Diane Moskal waited 14 years to see new parents and their babies get some sunshine.
Moskal is retired now, having worked for 37 years at Beaumont Hospital in Troy, where she ended her full-time tenure as the clinical nurse manager of the neonatal intensive care unit and pediatrics. But on June 7, she was on hand to see a group of parents “parade” their babies into the new unit — and out of the old.
“It’s exciting because it needed to happen,” she says.
The hospital’s old NICU, she says, was in desperate need of updating. There were no windows, no natural light, no privacy for new (not to mention worried) mothers to learn how to breastfeed, let alone just be alone with their newborns. If parents wanted to stay overnight near their baby, they had to hope that a nearby hospital room was open.
Such issues aren’t uncommon for older NICUs, she says.
Now, the new $8 million NICU at Beaumont has a parents’ lounge, showers, state-of-the-art equipment, and, perhaps most important of all, 25 private and semiprivate rooms — all with windows — where parents can stay with their babies 24/7.
The emphasis of the new NICU isn’t just the physical health of the babies but the emotional and mental well-being of the babies and their parents.
“It’s what we call patient-family-centered care,” says Tedra Boedigheimer, director of nursing for women’s and children’s services at Beaumont Health.
A 2020 study in The Journal of Pediatrics looked at 331 NICUs and found that only 13.3 percent offered infant-parent rooms and that such rooms correlated with lower morbidity and sickness rates and faster recovery times. A 2017 article in the journal said the direct maternal contact that such rooms provide was the “secret sauce” to ensuring positive long-term outcomes for infants.
Jeremy and Melissa Livingston can attest to that.
The Livingstons were the first family to experience the new NICU with their baby, Roman.
A case of preeclampsia sent Melissa to the hospital, resulting in an induced delivery five weeks before her due date, which caused Roman to be born with lungs that weren’t fully developed.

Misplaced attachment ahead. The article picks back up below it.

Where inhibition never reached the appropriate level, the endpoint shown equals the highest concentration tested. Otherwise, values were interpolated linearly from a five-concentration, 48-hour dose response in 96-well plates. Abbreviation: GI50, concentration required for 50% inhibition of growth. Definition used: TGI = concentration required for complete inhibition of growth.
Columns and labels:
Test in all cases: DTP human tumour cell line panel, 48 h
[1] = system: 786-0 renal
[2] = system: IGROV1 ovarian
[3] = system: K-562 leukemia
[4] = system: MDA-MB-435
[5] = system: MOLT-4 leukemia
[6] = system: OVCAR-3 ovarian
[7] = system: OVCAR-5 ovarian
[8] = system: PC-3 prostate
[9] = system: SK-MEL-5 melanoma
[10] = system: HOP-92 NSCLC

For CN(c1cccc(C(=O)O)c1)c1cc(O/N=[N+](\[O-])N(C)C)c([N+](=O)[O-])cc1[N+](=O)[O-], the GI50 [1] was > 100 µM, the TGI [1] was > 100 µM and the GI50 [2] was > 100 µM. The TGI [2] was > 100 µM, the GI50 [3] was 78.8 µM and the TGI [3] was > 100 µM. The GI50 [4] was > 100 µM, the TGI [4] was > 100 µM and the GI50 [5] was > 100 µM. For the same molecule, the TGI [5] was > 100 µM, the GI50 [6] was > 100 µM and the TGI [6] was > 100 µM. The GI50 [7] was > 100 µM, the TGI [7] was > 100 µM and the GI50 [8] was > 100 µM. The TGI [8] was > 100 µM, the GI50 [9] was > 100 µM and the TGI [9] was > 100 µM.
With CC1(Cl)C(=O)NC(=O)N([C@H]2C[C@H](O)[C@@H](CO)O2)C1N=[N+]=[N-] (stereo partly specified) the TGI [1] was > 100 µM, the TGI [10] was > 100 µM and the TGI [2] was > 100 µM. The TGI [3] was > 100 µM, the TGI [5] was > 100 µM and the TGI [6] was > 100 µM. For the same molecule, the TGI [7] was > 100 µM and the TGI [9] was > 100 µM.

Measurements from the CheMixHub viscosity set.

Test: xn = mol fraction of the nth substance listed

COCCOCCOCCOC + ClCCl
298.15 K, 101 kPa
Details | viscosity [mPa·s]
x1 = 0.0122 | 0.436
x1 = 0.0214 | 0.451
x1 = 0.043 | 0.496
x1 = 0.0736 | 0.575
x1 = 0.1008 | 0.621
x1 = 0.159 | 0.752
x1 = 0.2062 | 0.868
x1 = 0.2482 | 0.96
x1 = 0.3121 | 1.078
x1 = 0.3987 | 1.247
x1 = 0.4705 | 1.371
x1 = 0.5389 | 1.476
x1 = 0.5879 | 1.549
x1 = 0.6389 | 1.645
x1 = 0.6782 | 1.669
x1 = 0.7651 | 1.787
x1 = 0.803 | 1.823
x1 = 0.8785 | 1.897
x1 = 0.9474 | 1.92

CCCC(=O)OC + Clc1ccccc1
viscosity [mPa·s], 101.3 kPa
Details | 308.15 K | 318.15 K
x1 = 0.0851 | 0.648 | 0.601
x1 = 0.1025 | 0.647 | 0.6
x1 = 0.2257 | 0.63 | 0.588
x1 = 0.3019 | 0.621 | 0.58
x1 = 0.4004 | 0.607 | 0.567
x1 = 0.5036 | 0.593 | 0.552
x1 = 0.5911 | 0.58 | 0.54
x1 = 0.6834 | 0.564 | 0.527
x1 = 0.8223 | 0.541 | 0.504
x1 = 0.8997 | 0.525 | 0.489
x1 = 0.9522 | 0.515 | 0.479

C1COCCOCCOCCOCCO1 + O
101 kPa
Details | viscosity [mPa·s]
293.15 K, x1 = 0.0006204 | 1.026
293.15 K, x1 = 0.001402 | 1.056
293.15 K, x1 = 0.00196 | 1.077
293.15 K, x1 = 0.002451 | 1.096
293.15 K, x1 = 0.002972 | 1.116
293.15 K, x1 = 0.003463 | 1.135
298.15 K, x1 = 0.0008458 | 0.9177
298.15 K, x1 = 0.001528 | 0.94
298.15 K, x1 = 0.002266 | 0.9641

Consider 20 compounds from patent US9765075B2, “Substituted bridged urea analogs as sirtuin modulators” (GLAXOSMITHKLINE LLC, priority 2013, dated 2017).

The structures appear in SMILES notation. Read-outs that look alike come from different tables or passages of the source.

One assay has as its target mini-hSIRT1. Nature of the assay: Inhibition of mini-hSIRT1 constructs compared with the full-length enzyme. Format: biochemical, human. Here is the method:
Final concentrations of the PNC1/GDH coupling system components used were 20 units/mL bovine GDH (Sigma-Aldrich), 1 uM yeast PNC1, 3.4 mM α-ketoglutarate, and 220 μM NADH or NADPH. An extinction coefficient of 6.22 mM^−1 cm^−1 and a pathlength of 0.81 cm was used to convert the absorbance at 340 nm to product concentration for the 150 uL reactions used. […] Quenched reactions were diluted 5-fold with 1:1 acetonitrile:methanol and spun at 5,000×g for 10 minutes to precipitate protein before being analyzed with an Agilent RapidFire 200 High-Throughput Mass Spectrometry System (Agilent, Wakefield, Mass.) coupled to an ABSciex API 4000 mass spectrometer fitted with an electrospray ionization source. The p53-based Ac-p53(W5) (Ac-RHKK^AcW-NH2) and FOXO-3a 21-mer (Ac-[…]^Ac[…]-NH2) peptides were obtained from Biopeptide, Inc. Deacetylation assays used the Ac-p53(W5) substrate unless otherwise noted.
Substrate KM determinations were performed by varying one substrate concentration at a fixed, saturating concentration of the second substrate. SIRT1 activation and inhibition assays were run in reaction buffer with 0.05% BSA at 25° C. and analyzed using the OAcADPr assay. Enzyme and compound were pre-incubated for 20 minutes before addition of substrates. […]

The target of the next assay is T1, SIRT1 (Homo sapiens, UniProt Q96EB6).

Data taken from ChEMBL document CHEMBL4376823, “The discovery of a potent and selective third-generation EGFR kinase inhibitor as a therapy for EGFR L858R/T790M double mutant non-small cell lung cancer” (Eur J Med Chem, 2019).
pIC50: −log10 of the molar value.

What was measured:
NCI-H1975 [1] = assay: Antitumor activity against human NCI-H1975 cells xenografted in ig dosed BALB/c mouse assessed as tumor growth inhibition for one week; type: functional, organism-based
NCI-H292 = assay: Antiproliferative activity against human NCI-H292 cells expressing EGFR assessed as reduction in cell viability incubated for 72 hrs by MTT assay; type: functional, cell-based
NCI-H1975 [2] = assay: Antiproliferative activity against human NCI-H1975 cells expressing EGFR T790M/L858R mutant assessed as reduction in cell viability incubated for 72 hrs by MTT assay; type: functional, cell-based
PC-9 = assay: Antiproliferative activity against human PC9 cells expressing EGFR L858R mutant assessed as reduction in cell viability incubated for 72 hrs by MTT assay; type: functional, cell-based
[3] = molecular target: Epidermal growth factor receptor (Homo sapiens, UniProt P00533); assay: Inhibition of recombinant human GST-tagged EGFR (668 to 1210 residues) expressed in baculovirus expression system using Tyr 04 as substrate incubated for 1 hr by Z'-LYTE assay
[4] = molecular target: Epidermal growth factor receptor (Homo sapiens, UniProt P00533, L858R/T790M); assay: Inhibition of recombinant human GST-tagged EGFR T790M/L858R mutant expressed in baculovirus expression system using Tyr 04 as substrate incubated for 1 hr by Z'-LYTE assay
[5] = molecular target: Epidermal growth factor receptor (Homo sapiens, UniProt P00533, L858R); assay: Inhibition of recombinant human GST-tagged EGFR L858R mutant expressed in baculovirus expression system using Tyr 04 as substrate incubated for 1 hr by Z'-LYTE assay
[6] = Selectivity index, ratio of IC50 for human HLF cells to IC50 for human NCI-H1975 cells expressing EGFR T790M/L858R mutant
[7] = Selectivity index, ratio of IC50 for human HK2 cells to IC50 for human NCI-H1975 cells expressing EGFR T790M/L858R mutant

That was in May, before the new NICU was open. She described the old NICU as “not private,” saying that it felt “even dark when the lights were on.” The care, she says, was top notch, but the environment was not ideal.
When they transferred to their new room with a view of a golf course, everything changed.
“You walk into this place and it’s like you’re at the Hilton,” Melissa says during Hour’s interview and tour of the NICU. Melissa and Jeremy sat in the two reclining chairs in the room, turned inward toward each other with a small table between them, looking like a corner of any living room aside from the fact that they faced a baby’s incubator. The chairs recline so that parents can sleep in the same room as their babies each night.
That closeness to their baby — as well as the simple addition of a window — was everything, Jeremy says.
“There’s sunlight and there’s greenery and there’s clouds. And when he [Roman] came into the new NICU was when his progress really took off,” he says.
The new NICU also features a parents’ lounge with some couches, a TV, and a full kitchen stocked with snacks and coffee.
“It’s good for them to get away. It’s a little serene area in there,” Boedigheimer says.
Plans for the new NICU began in 2008 but were paused due to the recession. The idea didn’t pick back up until 2017, with plans to build the new space in 2020 before COVID-19 brought them to a halt. Finally, as the pandemic began to wane, Moskal was able to see the vision she’d helped form come to fruition. Moskal still works part time in the unit — alongside her successor as clinical nurse manager, Bridget Poley, who also witnessed the transition of families from the old NICU to the new.
“Seeing the families react to it,” Poley says, “it is amazing.”